After a massive volcanic eruption that severed Tonga’s internet connection to the world, a Fiji official tweeted Monday that a team of SpaceX engineers are in the process of establishing Starlink internet for the devastated island. 

Last month, an undersea volcano about 40 miles north of Tonga’s main island unleashed a massive shockwave that severed undersea internet communication lines with nearby Fiji. The volcanic eruption is believed to be the largest in three decades.

Fiji’s Attorney-General Aiyaz Sayed-Khaiyum tweeted that a SpaceX team has arrived in Fiji and is working to “establish a Starlink Gateway station to reconnect Tonga to the world.” 

Tonga lies about 500 miles east of Fiji, and reconnecting the undersea communication cables could be costly and time-consuming. Erecting a Starlink gateway ground station in Fiji is quick and inexpensive compared to fixing undersea cables. A ground station links satellites in space with ground-based internet data centers.  

Elon Musk offered to restore Tonga’s internet services on an emergency basis. However, he said the connection would be “hard” to establish because there weren’t enough geostationary satellites that would connect the island.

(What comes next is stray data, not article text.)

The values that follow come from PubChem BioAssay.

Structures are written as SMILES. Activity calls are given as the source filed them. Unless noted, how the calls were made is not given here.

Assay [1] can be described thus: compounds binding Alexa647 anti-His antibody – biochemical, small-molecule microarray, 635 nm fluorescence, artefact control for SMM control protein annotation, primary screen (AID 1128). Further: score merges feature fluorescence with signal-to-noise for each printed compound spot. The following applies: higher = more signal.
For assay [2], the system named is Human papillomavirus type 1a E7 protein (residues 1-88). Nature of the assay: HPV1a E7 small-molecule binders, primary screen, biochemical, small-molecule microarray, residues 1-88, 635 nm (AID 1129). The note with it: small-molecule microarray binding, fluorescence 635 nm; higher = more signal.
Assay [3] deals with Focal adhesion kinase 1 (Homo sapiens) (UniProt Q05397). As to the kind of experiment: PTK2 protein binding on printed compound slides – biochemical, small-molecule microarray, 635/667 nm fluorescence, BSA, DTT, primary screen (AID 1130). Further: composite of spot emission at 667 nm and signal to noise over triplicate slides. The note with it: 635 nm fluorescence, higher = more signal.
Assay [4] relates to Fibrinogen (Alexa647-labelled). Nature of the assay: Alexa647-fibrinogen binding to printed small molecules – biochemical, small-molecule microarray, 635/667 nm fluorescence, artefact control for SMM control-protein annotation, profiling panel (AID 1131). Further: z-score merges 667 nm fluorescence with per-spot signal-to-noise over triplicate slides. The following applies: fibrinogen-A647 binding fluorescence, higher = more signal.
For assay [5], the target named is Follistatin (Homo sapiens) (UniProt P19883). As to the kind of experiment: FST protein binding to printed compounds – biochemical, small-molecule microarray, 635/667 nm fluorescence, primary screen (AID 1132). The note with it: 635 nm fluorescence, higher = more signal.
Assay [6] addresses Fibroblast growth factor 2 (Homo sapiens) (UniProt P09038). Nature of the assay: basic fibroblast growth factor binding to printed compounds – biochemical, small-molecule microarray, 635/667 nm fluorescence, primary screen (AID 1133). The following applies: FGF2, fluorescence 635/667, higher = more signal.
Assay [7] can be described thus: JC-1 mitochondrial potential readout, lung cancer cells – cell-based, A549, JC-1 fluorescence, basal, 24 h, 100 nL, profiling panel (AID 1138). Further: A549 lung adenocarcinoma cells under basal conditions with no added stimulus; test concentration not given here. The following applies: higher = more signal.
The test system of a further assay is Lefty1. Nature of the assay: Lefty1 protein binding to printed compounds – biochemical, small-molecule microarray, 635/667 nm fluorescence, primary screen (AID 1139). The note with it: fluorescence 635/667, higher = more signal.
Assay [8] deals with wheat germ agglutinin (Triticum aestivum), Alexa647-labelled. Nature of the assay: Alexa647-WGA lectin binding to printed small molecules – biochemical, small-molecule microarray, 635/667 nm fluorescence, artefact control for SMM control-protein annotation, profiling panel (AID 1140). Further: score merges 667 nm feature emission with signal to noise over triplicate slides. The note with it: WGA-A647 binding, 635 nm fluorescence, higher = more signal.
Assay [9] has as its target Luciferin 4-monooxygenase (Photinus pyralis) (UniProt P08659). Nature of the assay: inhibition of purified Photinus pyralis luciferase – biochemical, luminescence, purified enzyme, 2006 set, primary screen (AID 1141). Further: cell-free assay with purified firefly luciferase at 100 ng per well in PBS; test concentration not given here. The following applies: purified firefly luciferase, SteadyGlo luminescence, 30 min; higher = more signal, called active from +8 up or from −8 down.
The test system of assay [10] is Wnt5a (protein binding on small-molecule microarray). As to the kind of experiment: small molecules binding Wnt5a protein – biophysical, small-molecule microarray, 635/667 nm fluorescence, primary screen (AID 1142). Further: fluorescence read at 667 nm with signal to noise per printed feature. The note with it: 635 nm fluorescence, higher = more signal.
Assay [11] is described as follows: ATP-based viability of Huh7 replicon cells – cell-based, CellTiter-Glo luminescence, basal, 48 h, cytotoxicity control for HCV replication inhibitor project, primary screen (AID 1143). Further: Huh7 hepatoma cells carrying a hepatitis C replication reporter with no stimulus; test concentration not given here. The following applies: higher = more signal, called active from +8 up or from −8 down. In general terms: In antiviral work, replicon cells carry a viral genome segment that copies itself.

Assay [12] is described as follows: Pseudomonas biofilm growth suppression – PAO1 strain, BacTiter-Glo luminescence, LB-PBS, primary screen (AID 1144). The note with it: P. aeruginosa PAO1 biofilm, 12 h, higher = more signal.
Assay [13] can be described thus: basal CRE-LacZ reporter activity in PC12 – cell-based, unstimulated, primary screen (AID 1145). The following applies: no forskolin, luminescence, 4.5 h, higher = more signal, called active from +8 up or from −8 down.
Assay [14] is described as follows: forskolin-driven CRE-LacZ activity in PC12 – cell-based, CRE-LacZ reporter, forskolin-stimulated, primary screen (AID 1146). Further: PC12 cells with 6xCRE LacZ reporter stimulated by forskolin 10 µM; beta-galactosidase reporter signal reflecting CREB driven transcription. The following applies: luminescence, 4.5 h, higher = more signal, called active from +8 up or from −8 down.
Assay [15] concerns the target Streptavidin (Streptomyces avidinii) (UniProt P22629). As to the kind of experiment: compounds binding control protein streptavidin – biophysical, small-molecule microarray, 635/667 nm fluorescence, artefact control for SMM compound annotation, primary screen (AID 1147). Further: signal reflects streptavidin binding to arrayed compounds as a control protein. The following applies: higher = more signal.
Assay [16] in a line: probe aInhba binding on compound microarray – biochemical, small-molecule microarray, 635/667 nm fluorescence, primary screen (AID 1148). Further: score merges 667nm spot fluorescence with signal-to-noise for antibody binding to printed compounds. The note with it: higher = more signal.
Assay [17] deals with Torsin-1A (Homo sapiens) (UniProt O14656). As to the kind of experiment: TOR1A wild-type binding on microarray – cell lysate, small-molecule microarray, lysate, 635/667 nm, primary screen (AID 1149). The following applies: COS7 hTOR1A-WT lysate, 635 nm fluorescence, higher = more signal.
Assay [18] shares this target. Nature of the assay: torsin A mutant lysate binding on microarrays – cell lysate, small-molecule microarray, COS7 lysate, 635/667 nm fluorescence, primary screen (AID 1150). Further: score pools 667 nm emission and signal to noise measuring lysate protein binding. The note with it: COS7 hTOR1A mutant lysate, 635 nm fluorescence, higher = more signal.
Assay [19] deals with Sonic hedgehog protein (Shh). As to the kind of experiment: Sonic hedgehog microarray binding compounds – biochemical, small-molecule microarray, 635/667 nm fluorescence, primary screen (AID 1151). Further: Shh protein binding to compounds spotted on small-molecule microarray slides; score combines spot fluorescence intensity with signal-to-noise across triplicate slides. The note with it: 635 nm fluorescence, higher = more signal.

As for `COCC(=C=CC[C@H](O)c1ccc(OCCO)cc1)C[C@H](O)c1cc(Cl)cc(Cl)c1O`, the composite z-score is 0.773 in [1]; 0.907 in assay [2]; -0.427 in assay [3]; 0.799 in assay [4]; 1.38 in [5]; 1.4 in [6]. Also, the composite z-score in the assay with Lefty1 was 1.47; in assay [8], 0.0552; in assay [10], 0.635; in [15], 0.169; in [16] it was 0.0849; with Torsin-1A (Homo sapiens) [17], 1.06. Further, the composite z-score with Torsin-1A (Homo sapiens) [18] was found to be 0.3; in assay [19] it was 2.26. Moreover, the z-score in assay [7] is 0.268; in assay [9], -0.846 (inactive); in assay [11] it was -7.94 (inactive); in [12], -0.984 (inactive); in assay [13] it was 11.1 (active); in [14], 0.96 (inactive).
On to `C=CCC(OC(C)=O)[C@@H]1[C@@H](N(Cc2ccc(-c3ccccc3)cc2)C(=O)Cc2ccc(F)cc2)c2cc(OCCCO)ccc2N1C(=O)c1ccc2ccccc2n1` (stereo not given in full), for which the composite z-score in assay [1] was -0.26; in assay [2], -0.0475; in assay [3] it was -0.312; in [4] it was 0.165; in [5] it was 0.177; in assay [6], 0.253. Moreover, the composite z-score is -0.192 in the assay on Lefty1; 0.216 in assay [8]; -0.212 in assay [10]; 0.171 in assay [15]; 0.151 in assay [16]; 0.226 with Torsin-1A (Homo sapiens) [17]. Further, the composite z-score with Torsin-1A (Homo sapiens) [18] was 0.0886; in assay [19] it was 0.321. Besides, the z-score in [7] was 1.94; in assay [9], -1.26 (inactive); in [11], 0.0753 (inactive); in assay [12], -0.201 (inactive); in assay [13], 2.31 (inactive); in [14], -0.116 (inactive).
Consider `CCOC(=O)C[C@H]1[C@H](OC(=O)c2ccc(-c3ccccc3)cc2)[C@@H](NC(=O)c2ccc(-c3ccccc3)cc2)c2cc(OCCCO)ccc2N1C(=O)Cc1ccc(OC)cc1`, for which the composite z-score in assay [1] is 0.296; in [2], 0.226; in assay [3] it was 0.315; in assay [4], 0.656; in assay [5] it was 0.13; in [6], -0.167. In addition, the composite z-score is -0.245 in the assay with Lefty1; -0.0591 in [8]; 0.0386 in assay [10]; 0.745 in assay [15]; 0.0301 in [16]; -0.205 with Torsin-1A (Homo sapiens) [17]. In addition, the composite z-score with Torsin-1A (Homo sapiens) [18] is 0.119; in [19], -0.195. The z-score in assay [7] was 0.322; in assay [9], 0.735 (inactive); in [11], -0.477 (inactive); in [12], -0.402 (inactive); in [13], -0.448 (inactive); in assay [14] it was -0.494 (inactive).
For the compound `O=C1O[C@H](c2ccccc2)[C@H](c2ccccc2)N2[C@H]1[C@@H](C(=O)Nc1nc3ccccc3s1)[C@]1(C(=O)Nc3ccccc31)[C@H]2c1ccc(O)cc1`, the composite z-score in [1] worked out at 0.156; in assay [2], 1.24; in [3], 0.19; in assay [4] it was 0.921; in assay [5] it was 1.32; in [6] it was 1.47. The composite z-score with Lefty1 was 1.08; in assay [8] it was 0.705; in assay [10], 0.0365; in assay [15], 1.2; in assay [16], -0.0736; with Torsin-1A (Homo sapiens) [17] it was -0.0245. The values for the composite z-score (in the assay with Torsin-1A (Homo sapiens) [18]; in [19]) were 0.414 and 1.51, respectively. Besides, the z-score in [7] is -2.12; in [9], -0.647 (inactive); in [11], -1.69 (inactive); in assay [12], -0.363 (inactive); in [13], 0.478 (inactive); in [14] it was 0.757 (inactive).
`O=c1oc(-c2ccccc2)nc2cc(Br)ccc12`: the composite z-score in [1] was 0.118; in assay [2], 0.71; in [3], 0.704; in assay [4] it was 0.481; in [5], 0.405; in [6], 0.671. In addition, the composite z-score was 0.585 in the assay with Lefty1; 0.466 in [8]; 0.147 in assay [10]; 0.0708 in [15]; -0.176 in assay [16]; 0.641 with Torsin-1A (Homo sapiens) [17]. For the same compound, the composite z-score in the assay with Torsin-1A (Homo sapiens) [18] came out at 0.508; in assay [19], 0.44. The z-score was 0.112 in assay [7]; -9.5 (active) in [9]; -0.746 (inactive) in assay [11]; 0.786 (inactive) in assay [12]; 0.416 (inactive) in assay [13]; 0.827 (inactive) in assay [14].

Sayed-Khaiyum told the Fijian Broadcasting Corporation that SpaceX engineers would operate the ground station in Fiji for six months. Musk’s space internet company has more than 1,800 Starlink satellites in orbit and 145,000 users globally (as of January). 

Depending on Starlink satellites, Tongans could receive high-speed internet ranging from 50Mbps to 150Mbps (or more). To receive internet, households, businesses, and government agencies on the island who want to use the service must have a Starlink dish and special modem.  

The news of providing space internet to Tonga comes as Musk promises “rapid” Starlink antenna production despite a massive ongoing chip shortage.